19.1 g (0.09 mole) of bis-hexamethylenetriamine [N(6-aminohexane)-1,6-diaminohexane] ##STR9## was mixed with 19.2 g (0.2 mole) of 2-furfural and 40 g of xylene (as a solvent) and heated to 50-70 water of reaction was then distilled off into a Dean Stark Trap (water yield =2.1 g). The mixture was cooled, yielding a dark red oil.
0.4 mole of diethylenetriamine [N-(2-aminoethyl)-1,2-diaminoethane) ##STR10## was dissolved in 53 g of Solvesso 150 aromatic solvent and 0.8 mole of 2-furfural was added dropwise with stirring. With the stirring continued, the mixture was heated to 70 added and the water removed by distillation. (the temperature in the distillation flask was allowed to reach 170 thick, dark oil.
Generally following the procedures of Examples 1-3, the following reactants were reacted to produce an imine:
aldehyde: (2) equivalents) 2-furfural ##STR11##
aldehyde: (2 equivalents) 2-furfural
aldehyde (2 equivalents) furfural ##STR12##
aldehyde: (2 equivalents) furfural
Note: product is a solid
A 500 g sample of straight run residue (atmospheric tower bottoms) derived from a heavy crude oil (California origin) was mixed with 1OO ppm of a compound, the container sealed, placed in a 180 oven for two hours. The hydrogen sulfide in the head space of the container was measured using a Kitagawa detection tube. The procedure was repeated with other compounds and the results reported in Table I.
TABLE I______________________________________Additive H.sub.2 S(100 ppm) (ppm volume)______________________________________*blank (0 ppm) 1100*Compound A.sup.(1) 1000*Compound B.sup.(2) 800Example 1 500Example 6 500______________________________________ *Not an example of the invention. .sup.(1) A condensate of formaldehyde and a hindered primary amine. .sup.(2) The condensate of formaldehyde and 1,8paramenthanediamine (limonene diamine, described in Example 11 of the aforementioned U.S. Ser No. 07/374,427).
A residual fuel oil containing 28% pitch derived from crude oil produced in the San Joaquin Valley (California), the remainder being pitch derived from Alaskan North Slope crude and gas oil, was sampled using a 1 liter Welker CP2-1000A sample cylinder (Welker Engineering Co., Sugar Land, Tex.) in a manner so as to have no headspace (i.e., no air) in the cylinder. A treatment compound was introduced via a port on the side of the cylinder and thorough mixing achieved b five transfers to a Welker CP2- 1000MA automixer. A headspace equal in volume to the liquid was created by expelling half of the sample and introducing normal air. After the headspace H.sub.2 S level reached equilibrium, an H.sub.2 S headspace concentration was recorded. The entire sampling, mixing, and measuring process took place at 125 C.). Some samples were subjected to a treatment with NaOH prior to treatment with the organic compound. The data are reported in Table II.
TABLE II__________________________________________________________________________ Organic Compound Treatment Level NaOH Pretreatment Headspace H.sub.2 SSampleOrganic Compound (ppm) (ppm Na) (ppm)__________________________________________________________________________-1* -- -- -- 2800-2* -- -- 70 850-3* Compound A.sup.(1) 1500 -- 480-4* " 500 70 250-5* Compound C.sup.(2) 1500 -- 1200-6* " 500 70 350-7 Example 1 1500 -- 500-8 " 500 70 140.sup. -9.sup.(3)" 500 70 80-10 Example 3 1500 -- 50-11 " 500 -- 300-12 " 500 70 50-13.sup.(3)" 250 70 120__________________________________________________________________________ *Not an example of the invention. .sup.(1) A condensate of formaldehyde and a hindered primary amine. .sup.(2) A condensate of formaldehyde and an alkyl secondary amine. .sup.(3) Mixed 3-4 times as long as the other samples.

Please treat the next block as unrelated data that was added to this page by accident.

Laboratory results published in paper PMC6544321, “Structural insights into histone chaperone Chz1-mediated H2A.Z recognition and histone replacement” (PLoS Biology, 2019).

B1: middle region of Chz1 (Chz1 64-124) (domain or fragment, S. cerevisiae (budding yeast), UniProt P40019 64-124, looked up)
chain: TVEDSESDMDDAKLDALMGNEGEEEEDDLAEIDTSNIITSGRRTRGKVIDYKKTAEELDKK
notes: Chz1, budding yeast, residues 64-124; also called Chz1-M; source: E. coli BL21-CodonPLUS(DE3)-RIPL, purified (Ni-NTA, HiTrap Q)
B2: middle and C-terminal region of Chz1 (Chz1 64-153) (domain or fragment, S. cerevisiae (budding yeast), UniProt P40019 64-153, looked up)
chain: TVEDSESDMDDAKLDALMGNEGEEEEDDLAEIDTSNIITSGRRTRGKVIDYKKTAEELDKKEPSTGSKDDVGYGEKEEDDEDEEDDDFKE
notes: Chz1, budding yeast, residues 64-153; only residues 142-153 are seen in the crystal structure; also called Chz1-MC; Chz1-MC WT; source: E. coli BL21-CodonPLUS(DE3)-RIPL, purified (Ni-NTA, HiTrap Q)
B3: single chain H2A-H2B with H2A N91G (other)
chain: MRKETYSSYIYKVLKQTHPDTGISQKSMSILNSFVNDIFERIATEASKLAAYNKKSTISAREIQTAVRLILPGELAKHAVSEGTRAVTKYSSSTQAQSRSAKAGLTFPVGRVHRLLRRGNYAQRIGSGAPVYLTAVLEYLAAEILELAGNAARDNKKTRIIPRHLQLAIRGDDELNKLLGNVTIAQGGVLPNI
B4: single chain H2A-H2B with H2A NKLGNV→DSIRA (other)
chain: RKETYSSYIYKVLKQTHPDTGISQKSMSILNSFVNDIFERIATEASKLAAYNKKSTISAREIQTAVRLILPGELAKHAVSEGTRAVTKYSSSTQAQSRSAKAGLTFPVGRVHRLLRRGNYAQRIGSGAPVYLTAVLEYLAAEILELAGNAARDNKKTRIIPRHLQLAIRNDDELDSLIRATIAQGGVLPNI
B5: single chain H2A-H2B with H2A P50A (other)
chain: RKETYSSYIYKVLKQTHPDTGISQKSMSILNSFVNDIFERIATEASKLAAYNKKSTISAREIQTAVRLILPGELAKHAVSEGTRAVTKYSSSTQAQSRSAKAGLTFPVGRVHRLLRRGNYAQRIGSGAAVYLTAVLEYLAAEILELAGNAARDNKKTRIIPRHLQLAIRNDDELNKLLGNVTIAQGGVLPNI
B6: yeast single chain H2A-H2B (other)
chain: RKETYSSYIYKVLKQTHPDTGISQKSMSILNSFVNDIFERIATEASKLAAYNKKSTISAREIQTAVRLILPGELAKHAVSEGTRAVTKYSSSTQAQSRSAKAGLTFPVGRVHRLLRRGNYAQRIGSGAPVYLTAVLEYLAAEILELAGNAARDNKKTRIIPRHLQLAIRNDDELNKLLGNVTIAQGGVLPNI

The procedure of Example 15 was repeated with a residual fuel oil containing 32% San Joaquin Valley pitch, the remainder being pitch from an Alaskan North Slope crude oil and distillates from the two crudes. The data are reported in Table III.
TABLE III__________________________________________________________________________ Organic Compound Treatment Level NaOH Pretreatment Headspace H.sub.2 SSampleOrganic Compound (ppm) (ppm Na) (ppm)__________________________________________________________________________-1* -- -- -- 800-2* -- -- 70 600-3* Compound A.sup.(1) 1000 70 175-4* " 500 70 200-5* Compound C.sup.(2) 1000 70 200-6* " 500 70 250-7 Example 1 1000 70 0-8 " 500 70 100.sup. -9.sup.(3)" 500 70 50-10 Example 3 1000 70 0-11 " 500 70 100-12.sup.(3)" 250 70 40__________________________________________________________________________ *Not an example of the invention. .sup.(1)(2) See Table II. .sup.(3) Mixed 3-4 times as long as the other samples.
The procedure of Examples 15 and 16 was repeated with residual fuel oils containing varying amounts of pitch from a San Joaquin Valley crude oil and the compound of Example 3. The results are reported in Table IV.
TABLE IV______________________________________ San Joaquin Valley Compound of NaOH H.sub.2 S Pitch Example 3 Pretreat HeadspaceSample (%) (ppm) (ppm Na) (ppm)______________________________________ -1* 7 -- -- 960 -2* " -- 70 0 -3 " 50 -- 10 -4 " 25 -- 50 -5* 7 -- -- 625 -6* " -- 85 400 -7 " 1000 -- 375 -8 " 100 -- 500 -9.sup.(1) " 50 -- 600-10 " 1000 70 10 -11.sup.(1) " 750 70 150-12 " 500 70 475 -13* 7 -- -- 1050 -14* " -- 70 750-13 " 3000 -- 75-14 " 1500 70 30 -15* 22 -- -- 775 -16* " -- 70 700-17 " 1000 -- 40-18 " 500 -- 200-19 " 1000 70 15.sup.(2)-20 " 500 70 60-21 " 250 70 100-22 " 125 70 225 -23* 46 -- -- 1900 -24* " -- 70 1600-25 " 500 70 100 -26.sup.(3) " 500 70 75-27 " 500 35 325-28 " 500 -- 550______________________________________ *Not an example of the invention. .sup.(1) Mixed twice as long as other samples. .sup.(2) Average of two runs. .sup.(3) Mixed three times as long as other samples.